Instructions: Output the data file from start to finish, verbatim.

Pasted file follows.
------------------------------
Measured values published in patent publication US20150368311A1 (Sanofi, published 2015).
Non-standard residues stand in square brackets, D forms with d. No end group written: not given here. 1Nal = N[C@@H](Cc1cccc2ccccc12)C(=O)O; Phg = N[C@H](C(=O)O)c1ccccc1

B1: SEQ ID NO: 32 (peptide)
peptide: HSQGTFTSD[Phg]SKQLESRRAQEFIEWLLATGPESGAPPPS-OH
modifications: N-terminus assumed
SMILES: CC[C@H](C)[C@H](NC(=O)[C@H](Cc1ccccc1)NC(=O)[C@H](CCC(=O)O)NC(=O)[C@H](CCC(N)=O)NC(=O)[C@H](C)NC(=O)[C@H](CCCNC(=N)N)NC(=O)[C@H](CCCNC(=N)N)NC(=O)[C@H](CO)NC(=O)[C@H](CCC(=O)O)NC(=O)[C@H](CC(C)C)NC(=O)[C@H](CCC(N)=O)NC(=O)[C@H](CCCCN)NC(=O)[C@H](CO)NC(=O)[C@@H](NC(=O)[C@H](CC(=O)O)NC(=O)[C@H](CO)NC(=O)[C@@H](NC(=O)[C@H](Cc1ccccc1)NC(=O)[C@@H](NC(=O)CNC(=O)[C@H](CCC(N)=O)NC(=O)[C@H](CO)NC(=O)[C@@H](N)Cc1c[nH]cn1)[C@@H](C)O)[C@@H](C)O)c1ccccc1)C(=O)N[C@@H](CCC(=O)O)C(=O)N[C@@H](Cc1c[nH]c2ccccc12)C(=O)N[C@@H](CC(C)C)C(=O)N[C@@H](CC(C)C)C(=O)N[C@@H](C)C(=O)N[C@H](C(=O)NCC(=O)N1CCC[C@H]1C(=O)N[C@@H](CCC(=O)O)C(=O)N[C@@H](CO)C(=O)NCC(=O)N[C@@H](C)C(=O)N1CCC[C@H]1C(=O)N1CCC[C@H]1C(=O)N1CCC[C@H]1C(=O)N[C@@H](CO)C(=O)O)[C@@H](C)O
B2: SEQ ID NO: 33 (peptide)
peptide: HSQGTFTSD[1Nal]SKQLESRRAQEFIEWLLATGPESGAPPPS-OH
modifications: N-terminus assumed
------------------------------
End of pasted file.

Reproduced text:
Measured values published in patent publication US20150368311A1 (Sanofi, published 2015).
Non-standard residues stand in square brackets, D forms with d. No end group written: not given here. 1Nal = N[C@@H](Cc1cccc2ccccc12)C(=O)O; Phg = N[C@H](C(=O)O)c1ccccc1

B1: SEQ ID NO: 32 (peptide)
peptide: HSQGTFTSD[Phg]SKQLESRRAQEFIEWLLATGPESGAPPPS-OH
modifications: N-terminus assumed
SMILES: CC[C@H](C)[C@H](NC(=O)[C@H](Cc1ccccc1)NC(=O)[C@H](CCC(=O)O)NC(=O)[C@H](CCC(N)=O)NC(=O)[C@H](C)NC(=O)[C@H](CCCNC(=N)N)NC(=O)[C@H](CCCNC(=N)N)NC(=O)[C@H](CO)NC(=O)[C@H](CCC(=O)O)NC(=O)[C@H](CC(C)C)NC(=O)[C@H](CCC(N)=O)NC(=O)[C@H](CCCCN)NC(=O)[C@H](CO)NC(=O)[C@@H](NC(=O)[C@H](CC(=O)O)NC(=O)[C@H](CO)NC(=O)[C@@H](NC(=O)[C@H](Cc1ccccc1)NC(=O)[C@@H](NC(=O)CNC(=O)[C@H](CCC(N)=O)NC(=O)[C@H](CO)NC(=O)[C@@H](N)Cc1c[nH]cn1)[C@@H](C)O)[C@@H](C)O)c1ccccc1)C(=O)N[C@@H](CCC(=O)O)C(=O)N[C@@H](Cc1c[nH]c2ccccc12)C(=O)N[C@@H](CC(C)C)C(=O)N[C@@H](CC(C)C)C(=O)N[C@@H](C)C(=O)N[C@H](C(=O)NCC(=O)N1CCC[C@H]1C(=O)N[C@@H](CCC(=O)O)C(=O)N[C@@H](CO)C(=O)NCC(=O)N[C@@H](C)C(=O)N1CCC[C@H]1C(=O)N1CCC[C@H]1C(=O)N1CCC[C@H]1C(=O)N[C@@H](CO)C(=O)O)[C@@H](C)O
B2: SEQ ID NO: 33 (peptide)
peptide: HSQGTFTSD[1Nal]SKQLESRRAQEFIEWLLATGPESGAPPPS-OH
modifications: N-terminus assumed